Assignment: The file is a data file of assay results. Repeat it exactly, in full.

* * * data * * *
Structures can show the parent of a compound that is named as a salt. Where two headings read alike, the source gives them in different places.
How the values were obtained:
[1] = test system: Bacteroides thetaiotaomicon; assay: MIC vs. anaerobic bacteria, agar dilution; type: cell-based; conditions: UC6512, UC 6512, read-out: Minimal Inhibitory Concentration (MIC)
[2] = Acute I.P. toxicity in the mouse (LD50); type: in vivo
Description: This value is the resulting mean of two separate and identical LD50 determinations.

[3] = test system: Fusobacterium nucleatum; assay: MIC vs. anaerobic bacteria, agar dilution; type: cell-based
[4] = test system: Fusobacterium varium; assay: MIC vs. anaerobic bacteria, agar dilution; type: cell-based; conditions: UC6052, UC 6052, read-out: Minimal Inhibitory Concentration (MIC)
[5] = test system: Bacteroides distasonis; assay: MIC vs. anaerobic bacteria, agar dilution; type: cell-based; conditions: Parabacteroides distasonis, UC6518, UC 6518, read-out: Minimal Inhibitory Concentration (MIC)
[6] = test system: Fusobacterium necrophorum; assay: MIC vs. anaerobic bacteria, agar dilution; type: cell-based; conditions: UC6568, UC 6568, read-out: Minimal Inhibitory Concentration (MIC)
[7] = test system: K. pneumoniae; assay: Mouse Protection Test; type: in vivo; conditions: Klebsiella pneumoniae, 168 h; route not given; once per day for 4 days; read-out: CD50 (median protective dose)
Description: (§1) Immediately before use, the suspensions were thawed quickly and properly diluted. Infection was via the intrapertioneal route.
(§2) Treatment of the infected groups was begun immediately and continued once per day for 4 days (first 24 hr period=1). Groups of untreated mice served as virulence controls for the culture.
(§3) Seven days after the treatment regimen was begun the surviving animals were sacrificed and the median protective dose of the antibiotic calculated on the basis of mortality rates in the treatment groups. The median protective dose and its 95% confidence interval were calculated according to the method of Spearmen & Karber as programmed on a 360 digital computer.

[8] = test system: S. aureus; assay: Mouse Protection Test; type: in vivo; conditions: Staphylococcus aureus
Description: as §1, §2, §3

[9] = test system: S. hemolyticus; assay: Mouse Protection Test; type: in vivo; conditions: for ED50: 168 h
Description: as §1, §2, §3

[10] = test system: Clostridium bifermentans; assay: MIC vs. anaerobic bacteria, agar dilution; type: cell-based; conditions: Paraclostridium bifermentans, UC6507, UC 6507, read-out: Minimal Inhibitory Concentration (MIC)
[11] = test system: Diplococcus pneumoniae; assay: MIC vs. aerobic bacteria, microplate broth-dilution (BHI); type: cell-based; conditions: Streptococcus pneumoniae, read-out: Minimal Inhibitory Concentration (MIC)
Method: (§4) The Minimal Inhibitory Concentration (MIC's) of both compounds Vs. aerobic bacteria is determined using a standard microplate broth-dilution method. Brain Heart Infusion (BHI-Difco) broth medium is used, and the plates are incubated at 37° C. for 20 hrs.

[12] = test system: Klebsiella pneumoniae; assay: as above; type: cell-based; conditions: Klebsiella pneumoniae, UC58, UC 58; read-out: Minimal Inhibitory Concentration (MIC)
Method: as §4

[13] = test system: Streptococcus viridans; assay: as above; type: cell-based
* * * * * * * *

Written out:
Structures can show the parent of a compound that is named as a salt. Where two headings read alike, the source gives them in different places.
How the values were obtained:
[1] = test system: Bacteroides thetaiotaomicon; assay: MIC vs. anaerobic bacteria, agar dilution; type: cell-based; conditions: UC6512, UC 6512, read-out: Minimal Inhibitory Concentration (MIC)
[2] = Acute I.P. toxicity in the mouse (LD50); type: in vivo
Description: This value is the resulting mean of two separate and identical LD50 determinations.

[3] = test system: Fusobacterium nucleatum; assay: MIC vs. anaerobic bacteria, agar dilution; type: cell-based
[4] = test system: Fusobacterium varium; assay: MIC vs. anaerobic bacteria, agar dilution; type: cell-based; conditions: UC6052, UC 6052, read-out: Minimal Inhibitory Concentration (MIC)
[5] = test system: Bacteroides distasonis; assay: MIC vs. anaerobic bacteria, agar dilution; type: cell-based; conditions: Parabacteroides distasonis, UC6518, UC 6518, read-out: Minimal Inhibitory Concentration (MIC)
[6] = test system: Fusobacterium necrophorum; assay: MIC vs. anaerobic bacteria, agar dilution; type: cell-based; conditions: UC6568, UC 6568, read-out: Minimal Inhibitory Concentration (MIC)
[7] = test system: K. pneumoniae; assay: Mouse Protection Test; type: in vivo; conditions: Klebsiella pneumoniae, 168 h; route not given; once per day for 4 days; read-out: CD50 (median protective dose)
Description: (§1) Immediately before use, the suspensions were thawed quickly and properly diluted. Infection was via the intrapertioneal route.
(§2) Treatment of the infected groups was begun immediately and continued once per day for 4 days (first 24 hr period=1). Groups of untreated mice served as virulence controls for the culture.
(§3) Seven days after the treatment regimen was begun the surviving animals were sacrificed and the median protective dose of the antibiotic calculated on the basis of mortality rates in the treatment groups. The median protective dose and its 95% confidence interval were calculated according to the method of Spearmen & Karber as programmed on a 360 digital computer.

[8] = test system: S. aureus; assay: Mouse Protection Test; type: in vivo; conditions: Staphylococcus aureus
Description: as §1, §2, §3

[9] = test system: S. hemolyticus; assay: Mouse Protection Test; type: in vivo; conditions: for ED50: 168 h
Description: as §1, §2, §3

[10] = test system: Clostridium bifermentans; assay: MIC vs. anaerobic bacteria, agar dilution; type: cell-based; conditions: Paraclostridium bifermentans, UC6507, UC 6507, read-out: Minimal Inhibitory Concentration (MIC)
[11] = test system: Diplococcus pneumoniae; assay: MIC vs. aerobic bacteria, microplate broth-dilution (BHI); type: cell-based; conditions: Streptococcus pneumoniae, read-out: Minimal Inhibitory Concentration (MIC)
Method: (§4) The Minimal Inhibitory Concentration (MIC's) of both compounds Vs. aerobic bacteria is determined using a standard microplate broth-dilution method. Brain Heart Infusion (BHI-Difco) broth medium is used, and the plates are incubated at 37° C. for 20 hrs.

[12] = test system: Klebsiella pneumoniae; assay: as above; type: cell-based; conditions: Klebsiella pneumoniae, UC58, UC 58; read-out: Minimal Inhibitory Concentration (MIC)
Method: as §4

[13] = test system: Streptococcus viridans; assay: as above; type: cell-based